This attitude was not helped by an article titled “Community Matters” on TMC by GSF’s top diplomat, Sion Kumitomo, which included the inflammatory line, “/r/eve is not a community.” Writing in response to the turbulent Cloud Ring and post-Kickstarter furor, Sion labelled the anti-Goon attitude on reddit as stemming from a naked political play by the Imperium’s enemies, and called out unnamed /r/eve “badposters” for attempting to use exclusionary tactics against GSF and the Imperium. At the same time he explicitly set the Imperium apart from /r/eve as a distinct community, and painted the posters of the EVE subreddit with his own broad brush. In the end, he dismissed the subreddit with the words; “The greatest trick /r/eve ever played was convincing people its opinion mattered.”

The problem for the Imperium was that /r/eve had a large number of participants – over 60,000 subscribers, and some 460,000 unique visitors in the month of December – and posts on /r/eve influenced the opinions a large number of EVE Online’s players, including many of those newly arriving to the game. Regardless of their veracity or honesty, the opinions posted on /r/eve certainly mattered. If Sion truly thought that the enemies of the Imperium were making a political play for this platform, then he had hardly done anything to stop their advance. In fact, with his own words he had effectively surrendered it to them.

Kyle Aparthos, a respected poster on the EVE subreddit, considers this kind of thinking flawed; “Several individuals within the Imperium (including friends of mine in SMA) expressed the idea that r/eve was somehow akin to a territory that was ‘controlled’ by the enemy, rather than a platform which was nothing more than the rough sum value of its participants.” Unfortunately for the Imperium, in early 2016 those participants did not include many of its members.

Endie, a former contributor to TMC, disagreed with Sion’s approach. In a private discussion about TMC and the Fountain War Kickstarter, Endie said, “The thing I hope nobody tells [Sion and The Mittani] – the thing I would have opened my dumb mouth and told them if still in there – is that they need to swallow their fucking pride and gall and seduce r/eve.” Endie was in no doubt about the relevance of the subreddit, adding, “There is one major Eve community – r/eve – which large numbers of players frequent and which shapes opinion.”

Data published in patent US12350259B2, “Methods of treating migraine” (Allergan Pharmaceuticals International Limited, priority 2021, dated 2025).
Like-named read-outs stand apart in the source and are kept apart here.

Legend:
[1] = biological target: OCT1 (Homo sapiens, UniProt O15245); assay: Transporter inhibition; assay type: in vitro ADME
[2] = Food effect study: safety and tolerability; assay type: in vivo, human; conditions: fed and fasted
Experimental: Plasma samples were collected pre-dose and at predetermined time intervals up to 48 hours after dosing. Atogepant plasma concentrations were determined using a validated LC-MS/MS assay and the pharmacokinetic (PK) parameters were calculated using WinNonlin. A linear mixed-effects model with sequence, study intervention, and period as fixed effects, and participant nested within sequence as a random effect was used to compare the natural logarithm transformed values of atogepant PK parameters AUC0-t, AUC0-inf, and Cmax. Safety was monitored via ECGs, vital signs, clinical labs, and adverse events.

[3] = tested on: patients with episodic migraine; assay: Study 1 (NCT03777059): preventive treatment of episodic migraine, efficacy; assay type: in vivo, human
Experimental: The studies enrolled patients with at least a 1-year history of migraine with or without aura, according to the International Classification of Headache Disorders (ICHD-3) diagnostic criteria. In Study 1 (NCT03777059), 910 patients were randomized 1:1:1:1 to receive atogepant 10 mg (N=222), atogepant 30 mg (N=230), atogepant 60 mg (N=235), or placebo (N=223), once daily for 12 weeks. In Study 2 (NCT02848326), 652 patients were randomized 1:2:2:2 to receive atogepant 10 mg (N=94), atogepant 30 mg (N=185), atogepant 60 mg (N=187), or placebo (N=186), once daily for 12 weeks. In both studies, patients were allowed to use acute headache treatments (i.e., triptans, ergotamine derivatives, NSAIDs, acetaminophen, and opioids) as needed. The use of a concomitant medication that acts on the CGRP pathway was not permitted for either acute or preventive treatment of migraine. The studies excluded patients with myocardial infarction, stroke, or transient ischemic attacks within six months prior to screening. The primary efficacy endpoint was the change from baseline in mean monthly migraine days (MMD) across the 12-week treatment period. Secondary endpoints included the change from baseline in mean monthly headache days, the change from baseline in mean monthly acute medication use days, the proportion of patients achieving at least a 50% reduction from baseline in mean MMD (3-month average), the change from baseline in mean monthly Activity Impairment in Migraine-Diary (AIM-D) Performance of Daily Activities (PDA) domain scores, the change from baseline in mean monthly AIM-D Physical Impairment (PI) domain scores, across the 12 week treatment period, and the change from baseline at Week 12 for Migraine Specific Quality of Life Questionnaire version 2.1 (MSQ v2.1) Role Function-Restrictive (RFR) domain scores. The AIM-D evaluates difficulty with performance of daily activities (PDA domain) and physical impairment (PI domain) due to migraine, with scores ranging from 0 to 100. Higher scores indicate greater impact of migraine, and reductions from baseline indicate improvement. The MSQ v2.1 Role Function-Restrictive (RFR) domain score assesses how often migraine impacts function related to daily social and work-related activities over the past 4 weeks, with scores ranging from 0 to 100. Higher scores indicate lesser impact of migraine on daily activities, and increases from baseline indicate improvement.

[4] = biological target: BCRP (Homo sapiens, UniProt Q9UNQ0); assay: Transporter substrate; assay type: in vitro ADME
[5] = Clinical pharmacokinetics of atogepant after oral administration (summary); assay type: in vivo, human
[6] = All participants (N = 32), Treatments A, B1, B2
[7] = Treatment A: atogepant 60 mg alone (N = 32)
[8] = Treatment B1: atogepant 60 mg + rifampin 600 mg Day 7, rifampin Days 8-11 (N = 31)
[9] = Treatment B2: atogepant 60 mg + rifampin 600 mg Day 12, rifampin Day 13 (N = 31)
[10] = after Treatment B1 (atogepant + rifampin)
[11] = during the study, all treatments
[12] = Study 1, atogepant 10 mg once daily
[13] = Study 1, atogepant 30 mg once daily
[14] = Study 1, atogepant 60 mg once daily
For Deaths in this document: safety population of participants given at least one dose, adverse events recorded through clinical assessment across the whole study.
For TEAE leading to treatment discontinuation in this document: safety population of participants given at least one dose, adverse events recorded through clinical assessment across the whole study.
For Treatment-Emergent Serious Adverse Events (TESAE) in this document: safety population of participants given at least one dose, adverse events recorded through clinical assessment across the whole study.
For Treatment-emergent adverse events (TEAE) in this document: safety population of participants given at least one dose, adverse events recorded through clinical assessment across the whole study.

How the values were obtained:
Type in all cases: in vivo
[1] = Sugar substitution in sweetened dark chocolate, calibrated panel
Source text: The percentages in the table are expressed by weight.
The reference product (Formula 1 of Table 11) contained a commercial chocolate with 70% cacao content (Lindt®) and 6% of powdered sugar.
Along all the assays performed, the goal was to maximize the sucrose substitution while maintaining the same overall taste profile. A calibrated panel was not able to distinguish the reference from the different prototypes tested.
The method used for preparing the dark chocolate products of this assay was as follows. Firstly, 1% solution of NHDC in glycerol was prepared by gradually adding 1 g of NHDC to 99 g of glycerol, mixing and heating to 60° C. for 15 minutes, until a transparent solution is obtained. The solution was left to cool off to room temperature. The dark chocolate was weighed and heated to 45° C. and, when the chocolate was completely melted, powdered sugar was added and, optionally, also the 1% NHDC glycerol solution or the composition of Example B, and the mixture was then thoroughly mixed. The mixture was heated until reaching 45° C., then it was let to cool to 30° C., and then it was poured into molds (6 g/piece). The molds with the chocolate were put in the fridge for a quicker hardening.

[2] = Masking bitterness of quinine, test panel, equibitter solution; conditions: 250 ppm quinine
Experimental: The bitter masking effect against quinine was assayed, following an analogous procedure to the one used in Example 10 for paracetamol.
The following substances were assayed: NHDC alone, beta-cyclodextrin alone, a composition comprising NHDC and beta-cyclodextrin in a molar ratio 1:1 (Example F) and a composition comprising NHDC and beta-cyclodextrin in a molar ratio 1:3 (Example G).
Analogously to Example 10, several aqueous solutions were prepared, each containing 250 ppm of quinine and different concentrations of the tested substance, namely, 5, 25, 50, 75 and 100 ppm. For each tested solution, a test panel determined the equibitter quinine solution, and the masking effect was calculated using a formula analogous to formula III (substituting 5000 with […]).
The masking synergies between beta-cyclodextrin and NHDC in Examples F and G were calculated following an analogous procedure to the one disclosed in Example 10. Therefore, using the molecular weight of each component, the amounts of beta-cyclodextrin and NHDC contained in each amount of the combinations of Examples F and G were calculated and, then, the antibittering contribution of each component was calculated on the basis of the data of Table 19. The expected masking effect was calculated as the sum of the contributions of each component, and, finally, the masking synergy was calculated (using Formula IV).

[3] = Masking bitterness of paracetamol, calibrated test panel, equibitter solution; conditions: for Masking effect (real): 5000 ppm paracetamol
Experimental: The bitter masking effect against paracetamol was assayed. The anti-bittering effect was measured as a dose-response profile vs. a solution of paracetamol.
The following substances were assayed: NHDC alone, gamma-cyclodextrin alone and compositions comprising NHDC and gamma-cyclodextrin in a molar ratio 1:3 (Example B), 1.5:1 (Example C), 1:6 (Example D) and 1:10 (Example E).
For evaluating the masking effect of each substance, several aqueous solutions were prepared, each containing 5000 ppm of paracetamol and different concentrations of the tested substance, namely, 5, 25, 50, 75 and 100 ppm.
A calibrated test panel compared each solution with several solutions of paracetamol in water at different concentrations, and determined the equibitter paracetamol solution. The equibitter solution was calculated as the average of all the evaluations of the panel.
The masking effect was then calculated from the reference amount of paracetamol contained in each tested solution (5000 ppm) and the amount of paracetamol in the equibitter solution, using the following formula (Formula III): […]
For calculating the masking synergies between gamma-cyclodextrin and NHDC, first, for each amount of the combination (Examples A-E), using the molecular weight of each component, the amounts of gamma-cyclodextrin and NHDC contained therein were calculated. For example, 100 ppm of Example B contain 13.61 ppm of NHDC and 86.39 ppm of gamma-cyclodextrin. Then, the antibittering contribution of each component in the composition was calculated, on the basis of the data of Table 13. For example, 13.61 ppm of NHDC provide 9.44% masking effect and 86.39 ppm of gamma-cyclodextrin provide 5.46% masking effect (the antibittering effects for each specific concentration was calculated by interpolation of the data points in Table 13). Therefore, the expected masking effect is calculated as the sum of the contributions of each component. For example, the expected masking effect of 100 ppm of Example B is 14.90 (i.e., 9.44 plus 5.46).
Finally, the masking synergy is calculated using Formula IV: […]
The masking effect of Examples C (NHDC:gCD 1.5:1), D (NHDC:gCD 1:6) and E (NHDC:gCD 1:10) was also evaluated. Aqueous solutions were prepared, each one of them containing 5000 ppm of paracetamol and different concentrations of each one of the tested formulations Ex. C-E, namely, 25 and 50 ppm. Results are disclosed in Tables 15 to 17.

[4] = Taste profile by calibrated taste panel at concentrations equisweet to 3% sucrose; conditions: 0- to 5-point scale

The Imperium could perhaps have maintained a presence on /r/eve with a concerted effort, but Kyle believes that this would not have addressed the fundamental problem. “The fact that we even have to speak in terms of ‘a concerted effort to be present on public forums such as r/eve’ suggests that, deliberately or no, a cultural rift occurred between the Imperium, specifically GSF, and the rest of EVE. This is also reflected in statements publicly made by some GSF members about how ‘Goons are pariahs and we play the game our own way separate from the pubbies.’ “


Goons Alone

Talk of a “cultural rift” between players in a computer game, with many of the players hailing from the same real-world nations, may seem a bit strange on the surface. Certainly the list of cultural grievances between the Goons and other EVE players seem rather minor to an outsider, with the alleged targeting of players outside of the game being perhaps the only really serious issue (and one blamed more on individuals rather than the whole alliance). The claim that “Goons are assholes,” hardly makes them unique in a game where TISHU gleefully accepted the title of “terrorists,” and won applause from the Goon’s enemies for collecting scalps. Perhaps the Goons biggest crime was their overbearing pride and smugness; well earned perhaps, but there’s still nothing people like more than bringing down the prideful.

once someone sets themselves apart and above, there will always be others willing to tear them down

The reality is that people are quite quick to categorize each other and actively set themselves apart, even when the actual differences may be quite minor. And of course, once someone sets themselves apart and above, there will always be others willing to tear them down. The Mittani laid out this Goons vs EVE position in a “hurfpost” on the Goonfleet forums on 15 December, citing the their intrinsic civilized superiority over their “barbarous,” opponents.